Snack ideas can look like this:

  • Cut-up vegetables and avocado dip
  • Celery stalks, nut butter, and raisins
  • Bean dips, fresh vegetables, or whole-grain bread
  • Plain, full-fat yogurt, nuts, and fresh fruit
  • Smoothies
  • Nuts, seeds, and fruit
  • Homemade snack bars
  • Hard-boiled eggs, pickled vegetables
  • Cheese, crackers, and fruit

A brief note: Neither reduced-fat products nor synthetic sugars (like Equal or Splenda) should be on a child’s menu.

3. Build on Breakfast

Eating habits

Poor diet can cause deficiency diseases such as blindness, anemia, scurvy, preterm birth, stillbirth and cretinism; health-threatening conditions like obesity and metabolic syndrome; and such common chronic systemic diseases as cardiovascular disease, diabetes, and osteoporosis.

I know that you have heard it before, but it is true: breakfast is the most important meal of the day. Look at it as the foundation of your day.

If you grab a coffee and doughnut on your way out the door, that is what your day will be like. You will be struggling with getting your blood sugar in balance all day.

On the other hand, if you eat a nice bowl of oatmeal topped with nuts, fruit, and butter or coconut oil, you will sail smoothly through your day.

You won’t be fighting to stay awake or to stay focused. The same thing happens to children, it just manifests a bit differently.

Children are not adults, so when they eat poorly, it looks different. They don’t have the life experience or the communication skills to say how they feel; they usually act it out.

Kids may be constipated, have diarrhea, or lose bowel movements. They could be irritable, appear to have Attention Deficit Disorder (ADD), or be withdrawn or depressed.

They could have trouble at school because they cannot learn or maybe labeled as “troublemakers.” There could be food sensitivities, allergies, and frequent illnesses. Something as seemingly small as changing eating habits can profoundly affect your child.

As I mentioned above, most children are addicted to sweets in the morning. They love breakfast cereal and taking it away all at once is not the best idea. Once they are used to the organic “sugary” cereal, you can introduce or have them pick from a variety of less sugary cereals. Eventually, God willing, they will make it to oatmeal, eggs, and, even better, dinner leftovers.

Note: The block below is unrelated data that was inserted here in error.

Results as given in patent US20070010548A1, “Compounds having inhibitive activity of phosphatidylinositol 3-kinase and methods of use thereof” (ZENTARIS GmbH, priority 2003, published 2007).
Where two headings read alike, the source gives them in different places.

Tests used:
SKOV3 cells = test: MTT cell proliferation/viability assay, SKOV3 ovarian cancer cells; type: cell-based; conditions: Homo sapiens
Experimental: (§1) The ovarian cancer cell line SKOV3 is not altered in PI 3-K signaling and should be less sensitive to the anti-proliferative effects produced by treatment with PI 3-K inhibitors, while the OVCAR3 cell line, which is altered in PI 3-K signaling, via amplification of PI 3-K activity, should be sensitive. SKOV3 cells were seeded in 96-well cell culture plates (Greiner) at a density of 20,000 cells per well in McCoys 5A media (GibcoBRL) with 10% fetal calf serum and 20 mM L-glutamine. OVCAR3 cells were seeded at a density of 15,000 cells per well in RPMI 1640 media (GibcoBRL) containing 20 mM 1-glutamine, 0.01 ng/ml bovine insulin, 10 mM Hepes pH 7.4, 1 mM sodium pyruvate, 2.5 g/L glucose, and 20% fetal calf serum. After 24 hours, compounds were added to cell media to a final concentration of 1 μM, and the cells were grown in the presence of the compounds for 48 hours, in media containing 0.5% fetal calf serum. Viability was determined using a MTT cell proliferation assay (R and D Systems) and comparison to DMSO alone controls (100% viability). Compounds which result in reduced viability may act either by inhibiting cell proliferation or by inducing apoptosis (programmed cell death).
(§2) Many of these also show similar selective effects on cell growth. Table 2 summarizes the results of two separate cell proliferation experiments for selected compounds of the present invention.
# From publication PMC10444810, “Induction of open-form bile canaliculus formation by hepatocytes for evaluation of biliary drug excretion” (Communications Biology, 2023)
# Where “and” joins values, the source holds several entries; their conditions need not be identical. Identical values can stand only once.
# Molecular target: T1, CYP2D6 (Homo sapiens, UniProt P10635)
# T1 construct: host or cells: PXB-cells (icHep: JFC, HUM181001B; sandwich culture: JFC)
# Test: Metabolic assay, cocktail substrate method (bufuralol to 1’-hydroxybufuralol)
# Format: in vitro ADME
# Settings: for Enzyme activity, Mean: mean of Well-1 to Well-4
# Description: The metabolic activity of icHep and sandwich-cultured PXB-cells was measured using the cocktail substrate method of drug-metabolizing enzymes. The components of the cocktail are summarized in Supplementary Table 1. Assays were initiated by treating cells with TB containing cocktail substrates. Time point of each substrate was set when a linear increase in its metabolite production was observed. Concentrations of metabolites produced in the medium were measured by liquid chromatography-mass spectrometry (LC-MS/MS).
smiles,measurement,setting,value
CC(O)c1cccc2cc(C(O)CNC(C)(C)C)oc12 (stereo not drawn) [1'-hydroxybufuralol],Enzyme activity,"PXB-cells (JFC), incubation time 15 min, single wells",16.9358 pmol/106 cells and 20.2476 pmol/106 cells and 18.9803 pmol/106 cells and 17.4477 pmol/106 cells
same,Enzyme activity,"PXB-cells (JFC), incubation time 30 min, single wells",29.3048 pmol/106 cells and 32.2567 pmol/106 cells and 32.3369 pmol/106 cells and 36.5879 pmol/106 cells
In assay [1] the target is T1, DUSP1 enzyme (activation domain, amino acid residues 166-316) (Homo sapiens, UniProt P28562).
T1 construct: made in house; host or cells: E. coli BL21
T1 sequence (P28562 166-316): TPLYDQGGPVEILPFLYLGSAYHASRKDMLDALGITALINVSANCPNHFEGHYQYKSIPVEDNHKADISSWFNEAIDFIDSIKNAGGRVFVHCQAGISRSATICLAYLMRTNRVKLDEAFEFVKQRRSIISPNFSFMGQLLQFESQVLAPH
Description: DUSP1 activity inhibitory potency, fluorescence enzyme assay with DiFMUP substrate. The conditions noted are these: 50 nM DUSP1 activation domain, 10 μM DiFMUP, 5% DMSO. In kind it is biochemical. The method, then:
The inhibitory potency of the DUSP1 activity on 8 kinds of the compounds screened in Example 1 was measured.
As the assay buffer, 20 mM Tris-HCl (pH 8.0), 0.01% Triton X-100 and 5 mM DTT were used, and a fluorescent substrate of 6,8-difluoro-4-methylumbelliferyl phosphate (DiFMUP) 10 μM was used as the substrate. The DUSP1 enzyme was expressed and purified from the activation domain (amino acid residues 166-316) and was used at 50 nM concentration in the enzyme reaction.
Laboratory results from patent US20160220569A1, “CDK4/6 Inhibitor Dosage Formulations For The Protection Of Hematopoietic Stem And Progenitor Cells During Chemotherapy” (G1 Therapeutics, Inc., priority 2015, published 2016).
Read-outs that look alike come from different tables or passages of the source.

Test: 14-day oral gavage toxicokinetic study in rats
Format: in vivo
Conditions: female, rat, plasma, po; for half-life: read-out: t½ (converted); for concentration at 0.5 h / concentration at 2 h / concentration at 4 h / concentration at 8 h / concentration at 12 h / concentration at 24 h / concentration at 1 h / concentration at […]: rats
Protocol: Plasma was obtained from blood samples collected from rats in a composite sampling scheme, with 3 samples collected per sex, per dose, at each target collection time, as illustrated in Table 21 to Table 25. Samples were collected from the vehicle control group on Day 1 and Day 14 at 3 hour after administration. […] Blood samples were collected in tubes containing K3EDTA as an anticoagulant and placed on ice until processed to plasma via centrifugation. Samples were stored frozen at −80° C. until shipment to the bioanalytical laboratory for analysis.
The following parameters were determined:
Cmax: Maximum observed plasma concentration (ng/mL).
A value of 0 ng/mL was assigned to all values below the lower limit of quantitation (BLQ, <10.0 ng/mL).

4. Do It Together

Children learn by example. If their parents eat poorly, more than likely they will have poor diets as well. Yet, once children enter school, they are more likely to follow the eating habits of their peers.

This doesn’t mean that the family cannot have an effect; it is simply a challenge to be aware of.

Children love new experiences, even if their tastes buds are not too adventurous. Offering opportunities where children can help out in food preparation is a great way to introduce healthy eating.

I have found that if a child cooks it, grows it, or is part of making a meal, they will at least try what they had a hand in.

Depending on the child’s age, the following various activities can be done:

  • Lend a hand in meal preparation, cutting, washing, and cooking.
  • Grow some food. Even small children enjoy this activity.
  • Visit a farm or volunteer at one.
  • Learn more about where your food comes from.
  • Read books about health and share them.
  • Have a cook-off. See who can cook fish, a vegetable, or fruit the best. Offer a prize.

There is something special and sacred in breaking bread together. Being a conscious eater is Islamic. We all should know what we are putting into our mouths because food has the potential to alter us; we are rebuilt with the nurturance in our food each day.

When we teach our children what to eat and why we eat it, essentially what it means to eat halal, we increase their chances of maintaining physical, emotional, mental, and spiritual health.

This article is from Health & Science’s archive and was originally published at an earlier date.

About Anisa Abeytia
Anisa Abeytia, B.A. USC , M.A., Stanford is an integrative health specialist currently pursuing a M.S. in Holistic Nutrition. Over the past ten years Anisa has pursued various fields of holistic and traditional medicine. She has studied at the oldest herbal school in the United States and pursued a two year certificate program in Islamic Healing. She writes regularly on the topics of health and nutrition. She maintains the website Women's Healing Circle, a site dedicated to the natural health of women and their families.